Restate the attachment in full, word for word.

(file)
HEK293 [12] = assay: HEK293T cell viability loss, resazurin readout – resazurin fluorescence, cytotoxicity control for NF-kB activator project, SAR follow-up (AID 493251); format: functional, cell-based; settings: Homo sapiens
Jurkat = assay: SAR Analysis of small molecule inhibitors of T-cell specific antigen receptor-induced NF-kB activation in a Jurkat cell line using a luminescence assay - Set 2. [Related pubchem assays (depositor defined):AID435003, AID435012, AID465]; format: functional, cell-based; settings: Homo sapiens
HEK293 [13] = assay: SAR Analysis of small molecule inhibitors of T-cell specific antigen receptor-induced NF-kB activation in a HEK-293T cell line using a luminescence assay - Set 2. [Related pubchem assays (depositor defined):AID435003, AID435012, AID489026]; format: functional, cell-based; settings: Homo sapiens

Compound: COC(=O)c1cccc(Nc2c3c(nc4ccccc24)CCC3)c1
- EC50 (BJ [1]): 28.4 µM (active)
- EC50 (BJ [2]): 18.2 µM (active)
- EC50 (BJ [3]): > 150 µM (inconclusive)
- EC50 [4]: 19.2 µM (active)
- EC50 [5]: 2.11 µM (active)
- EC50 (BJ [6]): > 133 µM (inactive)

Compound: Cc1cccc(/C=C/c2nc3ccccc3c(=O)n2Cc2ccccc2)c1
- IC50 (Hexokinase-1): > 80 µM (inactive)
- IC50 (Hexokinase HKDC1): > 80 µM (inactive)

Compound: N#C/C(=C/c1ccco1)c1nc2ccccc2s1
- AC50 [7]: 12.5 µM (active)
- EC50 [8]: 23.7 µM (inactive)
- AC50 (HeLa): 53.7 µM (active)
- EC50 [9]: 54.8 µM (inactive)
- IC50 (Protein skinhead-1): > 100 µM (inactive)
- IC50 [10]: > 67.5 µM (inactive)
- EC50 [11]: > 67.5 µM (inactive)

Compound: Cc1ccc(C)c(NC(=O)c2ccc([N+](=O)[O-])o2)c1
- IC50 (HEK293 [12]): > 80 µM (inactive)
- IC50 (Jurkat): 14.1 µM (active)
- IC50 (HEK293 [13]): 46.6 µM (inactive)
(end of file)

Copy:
HEK293 [12] = assay: HEK293T cell viability loss, resazurin readout – resazurin fluorescence, cytotoxicity control for NF-kB activator project, SAR follow-up (AID 493251); format: functional, cell-based; settings: Homo sapiens
Jurkat = assay: SAR Analysis of small molecule inhibitors of T-cell specific antigen receptor-induced NF-kB activation in a Jurkat cell line using a luminescence assay - Set 2. [Related pubchem assays (depositor defined):AID435003, AID435012, AID465]; format: functional, cell-based; settings: Homo sapiens
HEK293 [13] = assay: SAR Analysis of small molecule inhibitors of T-cell specific antigen receptor-induced NF-kB activation in a HEK-293T cell line using a luminescence assay - Set 2. [Related pubchem assays (depositor defined):AID435003, AID435012, AID489026]; format: functional, cell-based; settings: Homo sapiens

Compound: COC(=O)c1cccc(Nc2c3c(nc4ccccc24)CCC3)c1
- EC50 (BJ [1]): 28.4 µM (active)
- EC50 (BJ [2]): 18.2 µM (active)
- EC50 (BJ [3]): > 150 µM (inconclusive)
- EC50 [4]: 19.2 µM (active)
- EC50 [5]: 2.11 µM (active)
- EC50 (BJ [6]): > 133 µM (inactive)

Compound: Cc1cccc(/C=C/c2nc3ccccc3c(=O)n2Cc2ccccc2)c1
- IC50 (Hexokinase-1): > 80 µM (inactive)
- IC50 (Hexokinase HKDC1): > 80 µM (inactive)

Compound: N#C/C(=C/c1ccco1)c1nc2ccccc2s1
- AC50 [7]: 12.5 µM (active)
- EC50 [8]: 23.7 µM (inactive)
- AC50 (HeLa): 53.7 µM (active)
- EC50 [9]: 54.8 µM (inactive)
- IC50 (Protein skinhead-1): > 100 µM (inactive)
- IC50 [10]: > 67.5 µM (inactive)
- EC50 [11]: > 67.5 µM (inactive)

Compound: Cc1ccc(C)c(NC(=O)c2ccc([N+](=O)[O-])o2)c1
- IC50 (HEK293 [12]): > 80 µM (inactive)
- IC50 (Jurkat): 14.1 µM (active)
- IC50 (HEK293 [13]): 46.6 µM (inactive)